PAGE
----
In my view, Scarlett has always been a pillar of strength. She may have wanted to wail and tear her hair out and curl up in a little ball of misery, as she had plenty of reason to, but she always got up and did what needed doing. Through all the misery, hell, and disaster, she pushed her feelings aside and kept going. She never whined and never quit. She is not always a very likable character, but she is definitely admirable.
The scene that cuts me through the heart is not the scene where she vows never to be hungry again, but rather the scene where she comes home to Tara and is told that her mother died the day before. I have always viewed that as the turning point in the book, as that is the point where she knows she doesn’t have anyone to rely on anymore and she is utterly on her own.
Although, of course, the end is the most gut-wrenching part of all. Some say Scarlett got what she deserved, and a forced happy ending to this book would have ruined it, but I still think that Margaret Mitchell was particularly cruel to Scarlett.
After Rhett tells her he is leaving her, the book ends with this – I am excerpting this a bit:
She silently watched him go up the stairs, feeling that she would strangle at the pain in her throat. With the sound of his feet dying away in the upper hall was dying the last thing that mattered.
“I’ll think of it all tomorrow, at Tara. I can stand it then. Tomorrow, I’ll think of some way to get him back. After all, tomorrow is another day.”
“Unlike the male codfish which, suddenly finding itself the parent of three million five hundred thousand little codfish, cheerfully resolves to love them all, the British aristocracy is apt to look with a somewhat jaundiced eye on its younger sons.”
The Custody of the Pumpkin
This blog post is inspired by the forum thread Pet Peeves in Published Books on the nanowrimo.org website.
I have made a list of six trends that annoy me in books. They can be things like style, plot devices or character development. The list is ranked from very annoying to mildly irritating.
Too many irrelevant points of view (POVs)
I am not a fan of a lot of different POVs in a book. I realise that sometimes it is important to the plot to see some of the actions from another person’s point of view. Where a writer loses me as a reader is when there are too many POVs early on in the book. Especially where most of the persons whose point of view it is do not get enough “screen time” so it is hard for me as a reader to determine whether this person is even worth investing any emotion in. I recently read a book where in the first four pages of the book, six different POVs were used and I stopped reading. I am not saying that any book with more than two POVs will be put down by me prematurely, as some authors can do it very effectively – see Elizabeth George. But when it feels that most of the POVs are irrelevant, I quit.
Randomly switching POVs
A lot of different POVs are in and of itself bad enough, but what gets me annoyed as well is when the point of view switches in the middle of a paragraph. I like to know my narrator and I find it very jarring and annoying when the narrator changes in the middle of the narration. Just wait until the scene is over and then switch to another point of view. It’s much clearer that way.
Subplot taking over main plot
This is more relevant for series of books. I like reading series where the same main character features, and this works especially well in mysteries and thrillers. But when the main character’s personal life becomes more important than the mystery they are trying to solve, I stop reading the series. One example of this is Patricia Cornwell’s Scarpetta series. I quite enjoyed them in the beginning and then I just got annoyed by Scarpetta and Lucy and all the other secondary characters I didn’t care about.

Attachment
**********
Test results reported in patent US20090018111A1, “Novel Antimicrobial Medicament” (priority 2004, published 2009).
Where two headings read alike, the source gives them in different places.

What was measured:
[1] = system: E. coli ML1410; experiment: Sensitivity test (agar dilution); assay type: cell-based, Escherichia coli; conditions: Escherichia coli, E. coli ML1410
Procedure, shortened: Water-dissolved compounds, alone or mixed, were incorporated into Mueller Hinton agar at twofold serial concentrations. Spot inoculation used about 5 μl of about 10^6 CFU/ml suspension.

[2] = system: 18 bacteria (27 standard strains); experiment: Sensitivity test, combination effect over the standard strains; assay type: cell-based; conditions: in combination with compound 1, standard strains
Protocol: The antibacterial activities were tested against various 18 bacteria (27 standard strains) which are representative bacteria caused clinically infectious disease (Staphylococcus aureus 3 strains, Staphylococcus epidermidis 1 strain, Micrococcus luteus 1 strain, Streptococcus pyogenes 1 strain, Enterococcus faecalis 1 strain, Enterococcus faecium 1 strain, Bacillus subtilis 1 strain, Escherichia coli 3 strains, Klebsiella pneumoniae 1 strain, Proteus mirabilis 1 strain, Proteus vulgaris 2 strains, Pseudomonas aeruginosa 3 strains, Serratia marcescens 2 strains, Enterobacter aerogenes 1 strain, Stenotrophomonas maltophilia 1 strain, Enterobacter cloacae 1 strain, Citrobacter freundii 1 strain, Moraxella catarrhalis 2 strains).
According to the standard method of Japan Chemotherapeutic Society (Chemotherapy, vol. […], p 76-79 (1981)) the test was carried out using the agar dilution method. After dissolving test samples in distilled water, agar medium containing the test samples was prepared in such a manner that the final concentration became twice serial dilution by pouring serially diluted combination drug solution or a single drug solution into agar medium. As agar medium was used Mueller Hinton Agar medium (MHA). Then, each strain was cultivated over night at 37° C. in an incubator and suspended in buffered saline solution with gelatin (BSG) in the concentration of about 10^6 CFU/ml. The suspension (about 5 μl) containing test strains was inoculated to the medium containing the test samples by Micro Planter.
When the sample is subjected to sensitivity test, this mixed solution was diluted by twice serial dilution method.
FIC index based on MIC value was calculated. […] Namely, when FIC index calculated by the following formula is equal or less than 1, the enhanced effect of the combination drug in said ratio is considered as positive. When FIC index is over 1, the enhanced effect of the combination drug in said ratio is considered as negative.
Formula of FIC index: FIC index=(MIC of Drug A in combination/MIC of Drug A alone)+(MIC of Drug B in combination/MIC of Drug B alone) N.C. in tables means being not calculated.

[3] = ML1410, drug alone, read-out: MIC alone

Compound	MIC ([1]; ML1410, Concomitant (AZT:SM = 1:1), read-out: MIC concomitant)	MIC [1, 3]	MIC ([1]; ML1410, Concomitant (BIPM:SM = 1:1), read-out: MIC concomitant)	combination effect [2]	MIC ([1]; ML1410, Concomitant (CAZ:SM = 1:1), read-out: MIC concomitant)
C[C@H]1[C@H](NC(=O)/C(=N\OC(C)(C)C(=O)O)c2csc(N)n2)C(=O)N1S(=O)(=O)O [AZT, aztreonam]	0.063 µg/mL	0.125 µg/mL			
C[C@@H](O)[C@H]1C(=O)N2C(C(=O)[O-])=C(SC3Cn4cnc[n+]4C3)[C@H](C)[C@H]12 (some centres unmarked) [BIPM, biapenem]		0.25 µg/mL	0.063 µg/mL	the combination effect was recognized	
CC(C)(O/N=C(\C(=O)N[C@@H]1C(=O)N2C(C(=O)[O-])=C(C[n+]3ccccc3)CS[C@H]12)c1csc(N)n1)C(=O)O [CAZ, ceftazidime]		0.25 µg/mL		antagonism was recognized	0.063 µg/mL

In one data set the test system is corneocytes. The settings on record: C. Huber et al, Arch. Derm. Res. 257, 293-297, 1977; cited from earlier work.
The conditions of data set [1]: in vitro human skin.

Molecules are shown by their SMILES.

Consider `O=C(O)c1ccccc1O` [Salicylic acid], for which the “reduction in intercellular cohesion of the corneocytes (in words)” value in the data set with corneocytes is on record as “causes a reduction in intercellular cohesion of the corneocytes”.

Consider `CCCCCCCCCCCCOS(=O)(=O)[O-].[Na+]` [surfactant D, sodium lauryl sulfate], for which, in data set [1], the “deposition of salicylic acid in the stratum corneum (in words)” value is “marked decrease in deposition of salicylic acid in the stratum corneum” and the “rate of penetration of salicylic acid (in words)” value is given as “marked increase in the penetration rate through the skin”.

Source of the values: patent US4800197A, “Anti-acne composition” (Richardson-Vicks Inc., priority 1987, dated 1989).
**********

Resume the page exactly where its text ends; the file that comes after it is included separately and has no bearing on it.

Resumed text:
Characters have to be likable for me. I have to be able to identify with them at least on some level. Mary Sues are characters (mostly female) who are absolutely 100% perfect. They are beautiful, smart, strong and never do anything wrong. They are basically the author’s dream version of her-/himself. I like characters to have at least some real flaws. I don’t like to read about superwoman, I like to read more realistic fiction.
Confusion of speaker in dialogue
I understand that as a writer, you don’t always want to litter your dialogue with “he said” “she said”. But at the same time, the reader needs to know who is speaking and unless you can make it very clear in the dialogue who is saying what, a little speaker tag would be nice. It saves me from having to go back down the dialogue muttering “he said” “she said” to myself.
Of course there are moments in a book when the author has to explain some things to the reader. Some authors choose to have an interaction between two characters where one character explains what needs to be explained to the other character. Other authors choose to have the character think about the explanation. Sometimes it just cannot be avoided. But what gets me are authors who have spent a lot of time researching something and who do not want to let all that research go to waste. So they dump all that information into the story, even though it has no relevance to the plot. If that happens in a book, I generally skip those parts. But an author who does this in all his or her books can be guaranteed I will pass on their next book.
So these were a few of my “pet peeves”. I try very hard to edit these out of my book, wherever I see that I made the mistake of including them. This list is very personal and what I find annoying may be a delight for other people. Join in in the comments and let me know what you find annoying in a book.